The Enderby Cliffs are iconic in the North Okanagan and can’t be missed. Not only can you see the Cliffs for miles around, the panoramic views from the summit are absolutely stunning. When you reach the top, you’ll have a breathtaking view of the valley as it stretches for over 60 km and of the Shuswap River as it twists peacefully through the endless fields. Locals love the Enderby Cliffs hike and it’s a must-do when you’re in the Okanagan.
The Enderby Cliffs is one of our favourite hikes and we try to hike it at least once a year. Even though we’ve hiked it many times, the views never cease to amaze us.
Enderby Cliffs Provincial Park
The Enderby Cliffs were established as a provincial park in 2006 and are an icon of the North Okanagan-Shuswap. The Cliffs tower roughly 1,200 meters above the valley floor and offer breathtaking panoramic views.
The 50-million-year-old lava field that formed the Enderby Cliffs was carved by glaciers and is a sacred area to the local Splatsin First Nations. The hike is known as the Tplaq́in Trail in Secwepemc, the local First Nation language. Tplaq́in means “cliff” and is how they refer to the important geological landmark. The Splatsin First Nation have a rich history in the area and still use it for hunting, gathering wild mushrooms, and to access the mountain beyond (Hunter’s Range).
In 2010, the Splatsin First Nations, BC Parks, and the Shuswap Trail Alliance improved the trail by lessening the grade and reducing erosion. The new trail is easier and offers more vistas but is much longer than the original. The trail is hiking-only and dogs should be kept on leashes, especially at the top near the cliff edges. You’ll hike through lush wilderness, volcanic rock, and fossil sites on your way to the top.
What to expect
Hiking the Enderby Cliffs isn’t for the faint of heart but with enough stubbornness, even someone who doesn’t hike can reach the top. It’s a 14 km round trip and usually takes between 4 to 6 hours. The trail was recently upgraded which removed the difficult parts of the hike and while the trail isn’t often steep, it’s long and rarely flat.
The large parking lot at the trailhead rests in the shadow of the Enderby Cliffs. When you gaze up at it, it’s hard to believe you’ll be at the top in only a few hours. The trail runs parallel to a private driveway and you’ll pass through a fence that marks the park boundaries. After squeezing through the tiny opening, you’ll enter the forest and come to the first reminder of the old trail.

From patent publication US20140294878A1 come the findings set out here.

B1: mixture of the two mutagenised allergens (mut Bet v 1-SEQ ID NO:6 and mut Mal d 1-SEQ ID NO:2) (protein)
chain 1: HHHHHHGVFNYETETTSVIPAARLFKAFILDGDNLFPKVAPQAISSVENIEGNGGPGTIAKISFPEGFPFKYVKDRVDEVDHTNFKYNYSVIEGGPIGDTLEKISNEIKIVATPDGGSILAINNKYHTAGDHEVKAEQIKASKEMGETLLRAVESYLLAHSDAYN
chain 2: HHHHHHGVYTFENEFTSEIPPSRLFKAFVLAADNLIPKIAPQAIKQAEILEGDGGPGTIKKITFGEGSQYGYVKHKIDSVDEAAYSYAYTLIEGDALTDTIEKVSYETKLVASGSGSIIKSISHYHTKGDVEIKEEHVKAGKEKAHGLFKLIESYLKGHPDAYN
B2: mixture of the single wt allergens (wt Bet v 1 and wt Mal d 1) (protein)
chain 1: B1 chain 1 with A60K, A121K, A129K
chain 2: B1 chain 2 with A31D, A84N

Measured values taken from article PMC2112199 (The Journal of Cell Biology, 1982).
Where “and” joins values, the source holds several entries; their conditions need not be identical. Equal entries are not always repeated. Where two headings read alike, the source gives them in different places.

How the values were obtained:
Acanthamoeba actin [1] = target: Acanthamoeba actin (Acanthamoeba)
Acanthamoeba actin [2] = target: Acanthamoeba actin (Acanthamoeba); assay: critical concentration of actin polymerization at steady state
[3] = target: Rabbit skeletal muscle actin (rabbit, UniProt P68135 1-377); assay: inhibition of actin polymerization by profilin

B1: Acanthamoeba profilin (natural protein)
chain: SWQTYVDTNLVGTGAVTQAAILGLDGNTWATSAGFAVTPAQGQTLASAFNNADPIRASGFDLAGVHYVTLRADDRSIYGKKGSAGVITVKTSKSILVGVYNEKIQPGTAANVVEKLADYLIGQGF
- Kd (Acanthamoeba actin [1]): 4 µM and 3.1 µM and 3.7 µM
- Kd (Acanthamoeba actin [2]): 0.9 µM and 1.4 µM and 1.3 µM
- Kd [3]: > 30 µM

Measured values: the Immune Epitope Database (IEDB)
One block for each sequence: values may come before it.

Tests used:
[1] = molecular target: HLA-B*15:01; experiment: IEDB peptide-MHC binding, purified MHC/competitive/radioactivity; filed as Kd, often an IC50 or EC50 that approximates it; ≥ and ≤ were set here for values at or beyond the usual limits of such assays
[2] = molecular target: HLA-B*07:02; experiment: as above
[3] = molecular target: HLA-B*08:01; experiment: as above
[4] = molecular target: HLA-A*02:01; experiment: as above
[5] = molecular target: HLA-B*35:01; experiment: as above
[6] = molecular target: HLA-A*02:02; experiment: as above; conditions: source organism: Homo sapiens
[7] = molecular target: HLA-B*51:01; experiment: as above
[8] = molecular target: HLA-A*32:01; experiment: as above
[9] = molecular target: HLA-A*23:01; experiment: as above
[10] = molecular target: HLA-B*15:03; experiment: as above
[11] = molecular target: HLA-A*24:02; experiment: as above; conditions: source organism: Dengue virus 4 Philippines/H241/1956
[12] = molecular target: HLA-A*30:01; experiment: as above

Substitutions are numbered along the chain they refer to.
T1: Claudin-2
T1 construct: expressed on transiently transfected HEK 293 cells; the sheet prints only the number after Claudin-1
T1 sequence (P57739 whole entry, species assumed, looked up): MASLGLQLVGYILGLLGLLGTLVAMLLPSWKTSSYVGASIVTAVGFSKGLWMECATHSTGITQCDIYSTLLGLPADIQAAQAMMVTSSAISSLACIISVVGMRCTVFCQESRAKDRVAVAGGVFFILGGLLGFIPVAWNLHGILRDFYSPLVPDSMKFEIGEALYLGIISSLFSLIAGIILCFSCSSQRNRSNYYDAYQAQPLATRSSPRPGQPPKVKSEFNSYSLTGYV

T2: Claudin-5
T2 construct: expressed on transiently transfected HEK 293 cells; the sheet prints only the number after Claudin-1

You’ll hike through groves of beautiful birch and aspen that transition into cedar, hemlock, and fir trees and you’ll likely have to climb over fallen trees every once in a while. The trail is well maintained and thanks to kilometer and orange trail markers, you’ll never worry about losing your way.
Between the two and three kilometer markers is the Shrine. Years ago, the Shrine was home to a crucified Jesus statue but it has since been removed. However, there is a bench here and marks the beginning of the numerous switchbacks that will bring you up the mountain. When you come down, the Shrine is a breath of fresh air that lets you know your hike us almost at an end.
The Shuswap Lookout
After leaving behind the Shrine, you’ll begin a steady uphill climb. If you hike in the spring, you’ll be surrounded tiny wildflowers that are just beginning to bloom. Not long after leaving behind the Shrine, you’ll come to the Shuswap Lookout, the first viewpoint.
The Shuswap Lookout is just over 2 km from the trailhead and is a great place to take a break and enjoy the gorgeous view. You’ve gained just over 200 meters and the cars in the parking lot are tiny. The Okanagan Valley stretches before you, dotted with fields and patches of forest. The Shuswap Lookout is nothing more than a break in the trees though and there isn’t much room to sit without blocking the path.
Continuing your hike
After the Shuswap Lookout and just before the three-kilometer marker, you’ll pass by a few huge boulders that are fun to try to climb! Just don’t fall because the hike back down wouldn’t be good.